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Think about the math – if you have that many channels trying to provide content 24/7, how much content does that require? Of course, you will need reruns. It makes the reruns needed to "cover" when a show is on hiatus, especially if only for a few days or a week, seem like nothing.


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Yes, but that doesn't mean they shouldn't put a little thought into what they rerun. I recently turned on "The View" and completely understood them showing a rerun as I'm sure the hosts wanted a summer break, but they chose a show that I thought was no longer relevant. They've done so many great shows; I wish they'd have gone into the "archives" and found something that was either relevant or purely entertaining.


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I agree, you should be selective when choosing what rerun to, well, rerun. Or, depending on the rerun, maybe provide some sort of introduction or context.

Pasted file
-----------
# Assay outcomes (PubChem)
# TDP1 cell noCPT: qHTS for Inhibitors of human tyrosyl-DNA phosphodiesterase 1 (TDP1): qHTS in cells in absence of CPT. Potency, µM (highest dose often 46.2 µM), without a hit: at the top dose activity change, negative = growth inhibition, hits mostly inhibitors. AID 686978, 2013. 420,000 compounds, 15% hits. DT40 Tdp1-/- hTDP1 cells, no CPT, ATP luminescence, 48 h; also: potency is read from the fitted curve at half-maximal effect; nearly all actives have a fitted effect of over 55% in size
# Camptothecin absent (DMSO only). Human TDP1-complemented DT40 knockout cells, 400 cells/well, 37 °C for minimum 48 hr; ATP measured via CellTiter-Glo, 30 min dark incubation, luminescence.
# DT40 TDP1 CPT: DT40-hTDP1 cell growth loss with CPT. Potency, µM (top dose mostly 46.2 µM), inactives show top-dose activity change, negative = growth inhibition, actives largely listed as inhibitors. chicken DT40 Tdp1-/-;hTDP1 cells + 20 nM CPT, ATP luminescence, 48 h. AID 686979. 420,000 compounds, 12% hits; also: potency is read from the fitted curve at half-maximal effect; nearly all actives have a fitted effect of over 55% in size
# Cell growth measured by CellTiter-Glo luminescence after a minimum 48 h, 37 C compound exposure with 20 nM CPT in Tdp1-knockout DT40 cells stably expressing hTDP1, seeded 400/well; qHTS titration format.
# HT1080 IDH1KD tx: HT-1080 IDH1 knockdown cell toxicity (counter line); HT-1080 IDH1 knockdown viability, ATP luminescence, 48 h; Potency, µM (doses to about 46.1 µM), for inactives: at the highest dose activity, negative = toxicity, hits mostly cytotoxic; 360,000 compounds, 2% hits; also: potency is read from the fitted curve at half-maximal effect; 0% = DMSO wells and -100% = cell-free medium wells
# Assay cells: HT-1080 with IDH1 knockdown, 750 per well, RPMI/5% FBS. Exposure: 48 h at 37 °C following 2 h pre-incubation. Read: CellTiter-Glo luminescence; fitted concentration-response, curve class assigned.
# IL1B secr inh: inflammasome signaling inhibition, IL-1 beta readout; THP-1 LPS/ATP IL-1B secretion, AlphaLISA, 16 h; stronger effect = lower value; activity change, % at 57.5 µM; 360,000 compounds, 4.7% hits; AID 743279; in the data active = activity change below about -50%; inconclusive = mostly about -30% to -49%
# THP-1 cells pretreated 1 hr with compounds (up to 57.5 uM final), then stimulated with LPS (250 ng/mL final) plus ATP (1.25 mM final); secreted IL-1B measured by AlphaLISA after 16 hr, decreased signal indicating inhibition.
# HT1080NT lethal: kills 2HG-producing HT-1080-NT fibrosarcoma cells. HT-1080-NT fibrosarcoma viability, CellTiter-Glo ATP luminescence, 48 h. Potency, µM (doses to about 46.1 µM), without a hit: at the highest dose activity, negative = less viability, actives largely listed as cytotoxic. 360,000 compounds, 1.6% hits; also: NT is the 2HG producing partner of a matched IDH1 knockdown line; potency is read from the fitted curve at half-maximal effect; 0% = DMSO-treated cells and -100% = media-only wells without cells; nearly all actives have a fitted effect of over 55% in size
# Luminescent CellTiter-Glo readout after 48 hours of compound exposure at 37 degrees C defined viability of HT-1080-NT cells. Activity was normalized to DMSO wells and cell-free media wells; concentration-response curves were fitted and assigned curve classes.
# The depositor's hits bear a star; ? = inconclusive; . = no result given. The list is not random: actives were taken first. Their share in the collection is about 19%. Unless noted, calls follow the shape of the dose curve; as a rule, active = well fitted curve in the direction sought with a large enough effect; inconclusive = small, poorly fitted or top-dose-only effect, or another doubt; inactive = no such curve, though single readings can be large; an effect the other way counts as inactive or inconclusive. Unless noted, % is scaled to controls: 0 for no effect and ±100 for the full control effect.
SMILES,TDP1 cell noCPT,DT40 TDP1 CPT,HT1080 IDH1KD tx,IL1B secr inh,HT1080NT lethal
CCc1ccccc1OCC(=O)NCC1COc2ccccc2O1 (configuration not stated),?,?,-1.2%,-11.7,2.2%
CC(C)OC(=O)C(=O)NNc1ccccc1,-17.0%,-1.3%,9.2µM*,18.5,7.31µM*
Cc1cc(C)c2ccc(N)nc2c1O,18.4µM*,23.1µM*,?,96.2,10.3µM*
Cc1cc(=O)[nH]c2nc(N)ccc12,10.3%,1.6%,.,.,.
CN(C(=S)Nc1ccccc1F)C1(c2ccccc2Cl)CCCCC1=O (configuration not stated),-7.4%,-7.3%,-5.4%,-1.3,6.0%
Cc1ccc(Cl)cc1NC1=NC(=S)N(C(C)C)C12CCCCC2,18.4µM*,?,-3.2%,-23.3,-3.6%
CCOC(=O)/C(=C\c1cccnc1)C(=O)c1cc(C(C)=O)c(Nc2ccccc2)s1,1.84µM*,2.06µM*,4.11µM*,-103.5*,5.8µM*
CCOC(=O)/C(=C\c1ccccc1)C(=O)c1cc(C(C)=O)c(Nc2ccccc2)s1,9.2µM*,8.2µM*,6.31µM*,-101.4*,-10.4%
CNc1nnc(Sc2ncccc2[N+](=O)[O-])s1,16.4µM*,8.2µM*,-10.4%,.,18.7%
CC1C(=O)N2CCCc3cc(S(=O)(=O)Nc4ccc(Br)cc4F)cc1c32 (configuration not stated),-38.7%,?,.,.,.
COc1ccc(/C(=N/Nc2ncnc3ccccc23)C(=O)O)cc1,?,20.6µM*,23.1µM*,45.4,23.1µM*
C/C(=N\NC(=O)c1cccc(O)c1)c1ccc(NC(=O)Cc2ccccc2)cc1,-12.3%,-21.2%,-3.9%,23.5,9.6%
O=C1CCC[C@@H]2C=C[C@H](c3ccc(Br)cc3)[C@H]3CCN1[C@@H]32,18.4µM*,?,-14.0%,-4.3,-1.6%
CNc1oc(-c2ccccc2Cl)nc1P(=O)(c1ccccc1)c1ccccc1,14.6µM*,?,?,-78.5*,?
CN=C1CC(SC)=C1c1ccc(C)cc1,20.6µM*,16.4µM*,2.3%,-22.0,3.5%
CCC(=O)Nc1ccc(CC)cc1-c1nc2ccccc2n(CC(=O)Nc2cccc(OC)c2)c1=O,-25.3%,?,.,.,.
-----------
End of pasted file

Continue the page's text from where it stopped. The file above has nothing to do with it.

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So, do you think our website content could be "recycled" as reruns?! We already have hundreds of posts, and there's no way any of our new followers will go back through them all. Not to mention, we have so many favorites that I'd love for readers to have an opportunity to see them. Either again, or for the first time.


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Are you trying to tell me you need a break from Red & Black?


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Asks the woman who admits to having no other life?


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Actually, it is a great idea. Whether wanting a break to recharge or needing to be prepared in case something unforeseen happens. I guess we need to start identifying favorites and potential reruns.


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It sounds like I just created more work for myself …


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Does that mean this post will not be one of your favorites?
Design by Sawyer Pennington, Underlying photo by Jon Tyson on Unsplash

Quick! Define literacy (without Google or Siri's help). Ok, finished? We bet that you may have stopped at the ability to read and write. Which, technically, isn't wrong. It just isn't completely right, either. Which is what Red found out when she discovered, much to her surprise, that it includes such critical areas as financial, digital, and health literacy.